Funnily enough, after speaking with a number of recruiters she was approached by a recruiter at Aerotek for an opportunity to work in the company. The interview process for Aerotek is unique. It involves a 3-step interview, followed by a “half day”, during which the interviewees work at an Aerotek office for a half of a day to fully submerge themselves in the Aerotek way of life. After successfully completing this rigorous process Danielle was hired in June 2015. Although Danielle entered the staffing industry in order to complete a program requirement, she is fiercely passionate about her job and continues to love it and excel at it. When asked whether she would take the same educational path to her career in recruiting Danielle says, “Absolutely. While I don’t think that a background in human resources is necessary to do my job, I’m not sure that I would have ever entered the staffing industry and come across Aerotek if I didn’t get into it.”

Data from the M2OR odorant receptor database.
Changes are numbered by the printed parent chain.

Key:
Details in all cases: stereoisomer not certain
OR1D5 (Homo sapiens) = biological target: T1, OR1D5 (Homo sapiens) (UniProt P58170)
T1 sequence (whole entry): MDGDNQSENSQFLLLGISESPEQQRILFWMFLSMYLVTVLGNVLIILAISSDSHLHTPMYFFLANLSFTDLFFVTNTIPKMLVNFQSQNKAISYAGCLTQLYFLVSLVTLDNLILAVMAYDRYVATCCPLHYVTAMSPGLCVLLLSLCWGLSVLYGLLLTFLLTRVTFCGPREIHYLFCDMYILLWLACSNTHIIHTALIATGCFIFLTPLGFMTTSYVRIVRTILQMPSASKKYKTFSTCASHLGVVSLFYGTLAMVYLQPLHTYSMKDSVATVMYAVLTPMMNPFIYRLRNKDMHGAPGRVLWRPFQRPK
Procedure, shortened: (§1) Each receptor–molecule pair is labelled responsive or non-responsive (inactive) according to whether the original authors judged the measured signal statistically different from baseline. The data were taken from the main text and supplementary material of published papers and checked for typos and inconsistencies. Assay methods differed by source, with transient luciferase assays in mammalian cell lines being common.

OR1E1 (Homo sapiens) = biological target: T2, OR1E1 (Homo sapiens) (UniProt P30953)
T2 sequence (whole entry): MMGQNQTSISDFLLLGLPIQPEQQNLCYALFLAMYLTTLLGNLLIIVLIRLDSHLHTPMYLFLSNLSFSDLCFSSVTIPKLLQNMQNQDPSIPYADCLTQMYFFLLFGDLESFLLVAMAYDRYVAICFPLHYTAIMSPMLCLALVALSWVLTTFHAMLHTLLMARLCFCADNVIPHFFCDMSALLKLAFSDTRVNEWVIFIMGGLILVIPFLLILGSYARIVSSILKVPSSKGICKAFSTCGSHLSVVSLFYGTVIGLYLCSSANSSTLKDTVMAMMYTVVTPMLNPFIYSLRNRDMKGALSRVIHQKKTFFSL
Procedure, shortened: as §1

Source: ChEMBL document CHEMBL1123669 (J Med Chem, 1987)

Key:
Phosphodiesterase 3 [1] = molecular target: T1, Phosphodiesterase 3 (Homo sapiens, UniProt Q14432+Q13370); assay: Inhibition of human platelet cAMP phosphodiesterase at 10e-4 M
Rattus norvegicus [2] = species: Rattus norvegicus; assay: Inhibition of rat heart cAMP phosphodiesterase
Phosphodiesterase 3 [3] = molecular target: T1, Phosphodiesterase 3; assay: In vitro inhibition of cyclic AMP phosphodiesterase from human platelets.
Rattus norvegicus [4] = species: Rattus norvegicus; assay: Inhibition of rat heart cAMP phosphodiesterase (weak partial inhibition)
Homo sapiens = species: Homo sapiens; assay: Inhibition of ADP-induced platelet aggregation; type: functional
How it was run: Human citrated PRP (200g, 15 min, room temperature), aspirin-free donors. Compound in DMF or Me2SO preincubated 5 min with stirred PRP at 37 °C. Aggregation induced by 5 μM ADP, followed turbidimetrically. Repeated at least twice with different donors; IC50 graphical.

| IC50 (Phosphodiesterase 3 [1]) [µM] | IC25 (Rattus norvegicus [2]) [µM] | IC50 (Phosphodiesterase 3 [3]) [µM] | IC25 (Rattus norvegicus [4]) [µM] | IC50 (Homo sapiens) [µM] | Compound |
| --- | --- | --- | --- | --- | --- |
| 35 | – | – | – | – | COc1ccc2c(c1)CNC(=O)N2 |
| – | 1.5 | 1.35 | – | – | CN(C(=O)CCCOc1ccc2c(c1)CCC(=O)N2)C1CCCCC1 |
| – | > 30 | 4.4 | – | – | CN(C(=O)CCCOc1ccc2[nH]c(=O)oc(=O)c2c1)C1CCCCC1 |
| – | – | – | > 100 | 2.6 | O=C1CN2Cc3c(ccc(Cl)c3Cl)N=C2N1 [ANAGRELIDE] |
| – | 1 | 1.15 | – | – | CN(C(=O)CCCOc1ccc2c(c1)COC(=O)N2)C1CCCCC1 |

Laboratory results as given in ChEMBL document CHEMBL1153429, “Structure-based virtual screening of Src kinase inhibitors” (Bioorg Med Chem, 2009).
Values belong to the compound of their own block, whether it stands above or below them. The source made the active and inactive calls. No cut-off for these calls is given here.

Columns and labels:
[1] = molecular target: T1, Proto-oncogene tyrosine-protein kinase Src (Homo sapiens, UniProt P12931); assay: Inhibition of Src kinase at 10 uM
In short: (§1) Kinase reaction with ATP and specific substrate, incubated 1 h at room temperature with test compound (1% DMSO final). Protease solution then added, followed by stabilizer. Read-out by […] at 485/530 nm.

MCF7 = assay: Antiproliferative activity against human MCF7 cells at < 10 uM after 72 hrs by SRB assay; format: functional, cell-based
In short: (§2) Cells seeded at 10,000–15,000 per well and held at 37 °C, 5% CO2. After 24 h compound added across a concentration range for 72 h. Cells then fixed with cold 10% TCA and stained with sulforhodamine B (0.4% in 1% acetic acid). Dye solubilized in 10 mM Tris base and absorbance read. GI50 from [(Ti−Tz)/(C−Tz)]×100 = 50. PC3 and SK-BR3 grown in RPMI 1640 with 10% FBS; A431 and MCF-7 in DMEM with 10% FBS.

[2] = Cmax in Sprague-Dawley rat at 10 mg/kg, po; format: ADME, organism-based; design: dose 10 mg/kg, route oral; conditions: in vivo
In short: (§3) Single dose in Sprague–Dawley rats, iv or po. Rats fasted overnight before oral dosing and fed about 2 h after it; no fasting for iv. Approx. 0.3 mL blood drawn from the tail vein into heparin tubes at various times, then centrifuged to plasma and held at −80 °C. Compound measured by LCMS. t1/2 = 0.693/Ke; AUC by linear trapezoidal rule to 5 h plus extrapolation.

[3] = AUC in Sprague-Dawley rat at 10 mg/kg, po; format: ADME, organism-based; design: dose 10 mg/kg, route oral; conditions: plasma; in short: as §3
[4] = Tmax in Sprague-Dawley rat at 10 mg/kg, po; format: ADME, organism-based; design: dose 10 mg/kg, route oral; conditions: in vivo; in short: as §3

What Danielle loves most about about her job is the fact that she is doing something different and learning something new, every single day. Although she was initially nervous to enter the engineering field without any prior knowledge of the industry, Danielle, as a naturally curious person, didn’t have a hard time networking with industry experts to gain some insight. “During any given week, I talk to at least 100 engineers, all from different backgrounds, with different educations and experiences.” One encounter Danielle remembers fondly is when she met one of the men who took part in designing the Mars Rover!